Skip to main content

Abdicating our responsibility

I've been ruminating off and on for the last couple of years about how we (as a society) raise our children. It seems, given our economic and lifestyle circumstances, we foist our children off on church and state to raise them. How many hours do most children spend in school each week? Who determined this amount? Is it arbitrary? If you send your children to Sunday school have you spent any time in the room or with the program? What exactly are they teaching them? Have you worked through it with your children at home?

I find myself guilty of my own accusation at times. But then again. . . I am aware of the this trade-off of kids for money or time or leisure (not in the Pieperian sense). Why do our children spend so much time away from us? We can blame the industrial revolution for its mixed blessing or variegated curse, but really we ought to blame ourselves. Why do we think others can raise our children better than we? Why do we think others can teach our children better than us? And yet, most of us acquiese and ship them off to the warehouse called school where they can learn from their peers how utterly stupid school is.

I bow to the master:
The idea that the public should be educated is altogether salutary, and since we insist on making this education compulsory we ought, in reason, to reconcile ourselves to the likelihood that it will be mainly poor. I am not nearly so much concerned about its quality as I am about its length. My impression is that the chief, if unadmitted, purpose of the school system is to keep children away from home as much as possible. Parents want their children kept out of their hair; education is merely a by-product, not overly prized.
If public education is to have any meaning or value at all, then public education must be supplemented by home education. . . What can you teach a student whose entire education has been public, whose daily family life for twenty years has consisted of four or five hours of TV, who has never read a book for pleasure or even seen a book so read; whose only work has been schoolwork, who has never learned to perform any essential task? Not much, so far as I could tell.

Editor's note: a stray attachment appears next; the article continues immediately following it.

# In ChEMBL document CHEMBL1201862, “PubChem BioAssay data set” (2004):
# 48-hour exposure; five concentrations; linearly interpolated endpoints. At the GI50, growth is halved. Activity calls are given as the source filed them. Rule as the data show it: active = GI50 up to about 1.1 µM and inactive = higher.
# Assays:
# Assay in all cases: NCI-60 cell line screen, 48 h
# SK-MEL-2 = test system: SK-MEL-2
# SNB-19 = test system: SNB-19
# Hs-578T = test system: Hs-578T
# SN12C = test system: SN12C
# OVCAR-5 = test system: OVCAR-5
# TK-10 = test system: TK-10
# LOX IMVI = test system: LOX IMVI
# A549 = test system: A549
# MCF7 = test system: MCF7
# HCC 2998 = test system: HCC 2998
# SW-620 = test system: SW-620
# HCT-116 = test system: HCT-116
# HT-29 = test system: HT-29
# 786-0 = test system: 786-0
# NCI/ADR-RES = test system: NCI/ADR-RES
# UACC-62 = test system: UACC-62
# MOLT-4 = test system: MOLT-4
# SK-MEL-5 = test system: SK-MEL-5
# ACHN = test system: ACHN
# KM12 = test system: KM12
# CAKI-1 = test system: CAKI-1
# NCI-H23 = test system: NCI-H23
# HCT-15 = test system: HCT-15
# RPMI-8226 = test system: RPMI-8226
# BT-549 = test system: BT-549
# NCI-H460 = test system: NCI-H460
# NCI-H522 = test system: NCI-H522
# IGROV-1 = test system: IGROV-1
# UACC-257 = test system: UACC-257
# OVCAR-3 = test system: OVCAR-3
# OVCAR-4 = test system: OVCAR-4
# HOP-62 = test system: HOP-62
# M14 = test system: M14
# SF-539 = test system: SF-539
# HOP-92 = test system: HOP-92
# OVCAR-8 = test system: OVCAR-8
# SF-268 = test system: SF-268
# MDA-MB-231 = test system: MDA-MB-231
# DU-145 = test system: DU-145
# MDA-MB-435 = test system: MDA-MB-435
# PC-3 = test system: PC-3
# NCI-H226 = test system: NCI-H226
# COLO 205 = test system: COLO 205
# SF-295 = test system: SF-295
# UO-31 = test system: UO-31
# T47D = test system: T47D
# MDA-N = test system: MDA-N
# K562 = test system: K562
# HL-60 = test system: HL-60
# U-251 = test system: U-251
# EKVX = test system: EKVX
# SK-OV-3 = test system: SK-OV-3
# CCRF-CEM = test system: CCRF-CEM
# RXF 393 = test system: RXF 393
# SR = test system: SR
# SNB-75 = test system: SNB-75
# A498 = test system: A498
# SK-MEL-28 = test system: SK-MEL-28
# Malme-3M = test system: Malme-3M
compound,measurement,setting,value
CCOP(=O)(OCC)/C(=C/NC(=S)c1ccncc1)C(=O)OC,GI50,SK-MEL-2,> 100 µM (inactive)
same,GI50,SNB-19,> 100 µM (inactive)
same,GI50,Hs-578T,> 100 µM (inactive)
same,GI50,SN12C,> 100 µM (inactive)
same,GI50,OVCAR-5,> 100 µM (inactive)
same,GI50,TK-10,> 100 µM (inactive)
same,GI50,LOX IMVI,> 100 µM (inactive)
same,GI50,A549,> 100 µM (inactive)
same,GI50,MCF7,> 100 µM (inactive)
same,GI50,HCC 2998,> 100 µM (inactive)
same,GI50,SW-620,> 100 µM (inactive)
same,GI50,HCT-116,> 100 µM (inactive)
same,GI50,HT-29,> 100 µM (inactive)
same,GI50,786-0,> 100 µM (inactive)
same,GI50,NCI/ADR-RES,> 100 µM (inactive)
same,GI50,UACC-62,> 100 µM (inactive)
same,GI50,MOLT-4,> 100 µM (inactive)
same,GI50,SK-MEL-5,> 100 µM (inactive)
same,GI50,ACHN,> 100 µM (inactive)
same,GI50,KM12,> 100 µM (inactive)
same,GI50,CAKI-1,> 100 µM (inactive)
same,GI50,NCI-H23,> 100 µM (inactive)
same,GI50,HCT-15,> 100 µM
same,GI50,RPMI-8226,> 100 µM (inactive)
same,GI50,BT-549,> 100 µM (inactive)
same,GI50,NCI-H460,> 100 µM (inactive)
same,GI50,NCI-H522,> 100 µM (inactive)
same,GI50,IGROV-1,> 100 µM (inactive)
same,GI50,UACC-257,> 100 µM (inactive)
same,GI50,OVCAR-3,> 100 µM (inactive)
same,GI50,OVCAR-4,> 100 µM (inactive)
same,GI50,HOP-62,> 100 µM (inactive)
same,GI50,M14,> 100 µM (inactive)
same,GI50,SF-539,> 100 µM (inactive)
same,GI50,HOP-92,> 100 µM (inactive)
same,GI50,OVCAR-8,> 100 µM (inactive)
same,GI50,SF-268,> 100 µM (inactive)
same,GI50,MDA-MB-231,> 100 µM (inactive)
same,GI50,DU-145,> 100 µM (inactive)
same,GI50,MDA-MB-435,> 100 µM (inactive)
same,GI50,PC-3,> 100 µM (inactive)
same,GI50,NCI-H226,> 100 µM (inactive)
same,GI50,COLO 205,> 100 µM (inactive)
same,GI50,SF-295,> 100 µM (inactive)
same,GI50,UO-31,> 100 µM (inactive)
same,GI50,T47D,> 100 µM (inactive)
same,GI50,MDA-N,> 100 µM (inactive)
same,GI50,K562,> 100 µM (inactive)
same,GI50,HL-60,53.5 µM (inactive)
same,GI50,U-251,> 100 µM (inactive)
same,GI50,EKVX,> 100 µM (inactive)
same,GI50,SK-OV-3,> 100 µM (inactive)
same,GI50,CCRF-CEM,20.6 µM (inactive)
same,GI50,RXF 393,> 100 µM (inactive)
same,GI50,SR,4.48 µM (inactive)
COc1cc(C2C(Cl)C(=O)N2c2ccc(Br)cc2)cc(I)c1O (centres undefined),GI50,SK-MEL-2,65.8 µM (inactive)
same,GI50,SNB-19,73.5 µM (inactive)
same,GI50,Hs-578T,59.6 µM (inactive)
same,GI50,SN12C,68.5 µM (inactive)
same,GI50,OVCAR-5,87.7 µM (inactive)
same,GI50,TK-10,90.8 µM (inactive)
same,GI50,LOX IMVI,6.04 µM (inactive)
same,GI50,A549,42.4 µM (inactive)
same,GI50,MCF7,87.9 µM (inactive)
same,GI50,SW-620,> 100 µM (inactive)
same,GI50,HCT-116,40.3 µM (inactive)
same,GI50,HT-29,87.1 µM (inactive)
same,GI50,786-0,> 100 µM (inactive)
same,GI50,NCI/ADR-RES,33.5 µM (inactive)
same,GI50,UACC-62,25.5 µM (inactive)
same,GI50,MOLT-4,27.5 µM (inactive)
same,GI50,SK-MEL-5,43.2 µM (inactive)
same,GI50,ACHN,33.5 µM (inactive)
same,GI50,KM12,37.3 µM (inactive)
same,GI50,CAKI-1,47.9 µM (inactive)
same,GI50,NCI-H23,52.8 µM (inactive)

Perhaps I ought to rename this blog "I Worship Wendell Berry." But man, he's so good!


Popular posts from this blog

Dirty Hands Can Save You from Hell

"Eternal life will be a shared experience of awe, in which each creature, resplendently transfigured, will take its rightful place." --Pope Francis, Laudato Si
     Wonder and awe abound in the natural world for those with eyes to see and ears to hear.

     Perhaps we are caught short by a vibrant purple emanating from the petals of a wild lupine. We might stare wide-eyed at the lazy circles of a turkey vulture soaring on thermal air currents. Even the most agoraphobic city-dweller can find something beautiful about a landscape even if it's simply the warm and varied red, yellow, and orange of a sunset glowing on a building.

     "The earth is the Lord's and the fullness thereof" asserts the Psalmist. If that verse is true, why don't we live like it? Why are we flabbergasted trying to come up with the names of the many plants and animals we pass by everyday?

     All people respond to beauty in some way or another--even those who have willingly or unwi…

Worth Quoting

"Therefore whoever is not illuminated by such great splendors in created things is blind. Anyone who is not awakened by such great outcries is deaf. Anyone who is not led from such great effects to give praise to God is mute. Anyone who does not turn to the First Principle as a result of such signs is a fool.Therefore open your eyes, alert your spiritual ears, unlock your lips and apply your heart, so that in all the creatures you may see, hear, praise, love and adore, magnify and honor God, lest the entire world rise up against you." -- St. Bonaventure, Itinerarium mentis in Deum

Another Publishing Triumph (with a new journal!)

I've got a piece on benthic macroinvertebrates in this new fantastic journal: Jesus The Imagination. It's filled with essays, artwork, and poetry. I haven't finished reading it, but I'm impressed so far.

Check it out--it's available on Amazon.